Share on facebook
Share on twitter

Jacqui Lambie will vote against the government’s controversial voter ID bill

The proposal has been labelled “racist” and “a solution looking for a problem” amid fears it would disenfranchise voters from and multicultural backgrounds, as well as others who may have trouble providing acceptable ID.

Senator Lambie held a poll online to understand public sentiment on the bill ahead of making her decision, which she announced on Wednesday afternoon.

Read More

She did not agree the proposal was racist, but thought it was a bad bill that risks making things worse by discouraging voters.

“Do the benefits outweigh the risks? No, no way, not even close,” she told the Senate.

Senator Lambie said two-thirds of respondents to her survey were opposed to the bill, as were the majority of respondents across all states or territories.

“One of the things I value is politicians that care what (the public) thinks,” she said.

“When I do a survey, I am not asking people to decide for me, I am asking if you’re in my shoes how would you vote and why?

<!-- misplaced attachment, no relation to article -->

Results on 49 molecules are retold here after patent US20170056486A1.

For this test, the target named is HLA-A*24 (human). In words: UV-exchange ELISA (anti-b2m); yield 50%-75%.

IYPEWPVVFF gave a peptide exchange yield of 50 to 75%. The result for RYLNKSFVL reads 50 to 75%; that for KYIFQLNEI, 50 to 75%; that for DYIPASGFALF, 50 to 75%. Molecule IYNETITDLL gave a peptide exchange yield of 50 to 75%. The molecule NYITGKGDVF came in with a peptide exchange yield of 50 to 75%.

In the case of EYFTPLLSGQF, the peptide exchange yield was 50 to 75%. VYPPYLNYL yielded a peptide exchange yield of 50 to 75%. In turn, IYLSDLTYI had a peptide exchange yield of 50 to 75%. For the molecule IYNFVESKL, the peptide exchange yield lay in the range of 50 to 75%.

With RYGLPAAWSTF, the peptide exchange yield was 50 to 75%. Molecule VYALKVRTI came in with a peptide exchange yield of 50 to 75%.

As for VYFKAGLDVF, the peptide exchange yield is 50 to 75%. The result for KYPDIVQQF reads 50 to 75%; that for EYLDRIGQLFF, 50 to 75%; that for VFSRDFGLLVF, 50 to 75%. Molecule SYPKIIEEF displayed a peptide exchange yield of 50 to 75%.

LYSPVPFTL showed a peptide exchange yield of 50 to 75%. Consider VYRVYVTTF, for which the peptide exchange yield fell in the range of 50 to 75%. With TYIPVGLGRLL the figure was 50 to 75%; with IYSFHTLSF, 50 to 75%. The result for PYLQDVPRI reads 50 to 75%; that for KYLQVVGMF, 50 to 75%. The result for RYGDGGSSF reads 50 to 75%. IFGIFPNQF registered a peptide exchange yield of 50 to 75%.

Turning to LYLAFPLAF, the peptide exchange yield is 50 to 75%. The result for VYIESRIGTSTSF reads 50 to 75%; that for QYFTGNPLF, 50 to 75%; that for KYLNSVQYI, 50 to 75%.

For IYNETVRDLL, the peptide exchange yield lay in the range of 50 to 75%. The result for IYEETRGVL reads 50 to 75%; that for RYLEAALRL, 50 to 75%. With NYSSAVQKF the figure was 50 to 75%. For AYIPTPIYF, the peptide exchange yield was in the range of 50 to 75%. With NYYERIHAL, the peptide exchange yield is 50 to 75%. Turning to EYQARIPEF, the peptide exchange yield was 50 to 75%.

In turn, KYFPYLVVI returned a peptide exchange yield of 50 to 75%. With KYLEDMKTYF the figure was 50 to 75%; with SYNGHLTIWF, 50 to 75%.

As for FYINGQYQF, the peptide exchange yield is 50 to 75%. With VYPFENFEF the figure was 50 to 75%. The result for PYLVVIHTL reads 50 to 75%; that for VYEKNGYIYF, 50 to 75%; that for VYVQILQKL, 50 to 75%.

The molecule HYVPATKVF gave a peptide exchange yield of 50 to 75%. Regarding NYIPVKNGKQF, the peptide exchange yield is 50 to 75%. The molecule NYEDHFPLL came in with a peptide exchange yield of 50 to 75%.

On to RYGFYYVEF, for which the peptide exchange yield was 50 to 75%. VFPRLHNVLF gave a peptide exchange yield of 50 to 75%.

“On balance, I do not think the do the job.”

Read More

Senator Lambie’s decision essentially ensures the bill is on its last legs, with Labor, the and independent not supporting it.

With One Nation in favour, it could pass if Centre Alliance senator sides with the government.

Senator Griff wants amendments forcing political messages to include an unsubscribe option to avoid spam from politicians.

The coalition’s own and are withholding their Senate votes on all government legislation until it changes its stance on .

Read More

The government has said the legislation is designed to prevent voter fraud, and more safeguards are needed to protect against people multiple times.

“It’s not an Earth-shattering proposal, that when you go to vote that you should be able to say you are who you are and provide some form of identification to support that. That’s an important protection for our ,” Prime Minister said in October.

Australian Electoral Commissioner Tom Rogers told the Senate last month voter fraud is a “vanishingly small” issue in the country.

There were just 2,102 cases of multiple marks against votes at the last from around 15 million voters, according to data from the . Of those, 24 were investigated by police and there were no prosecutions.

With additional reporting by AAP.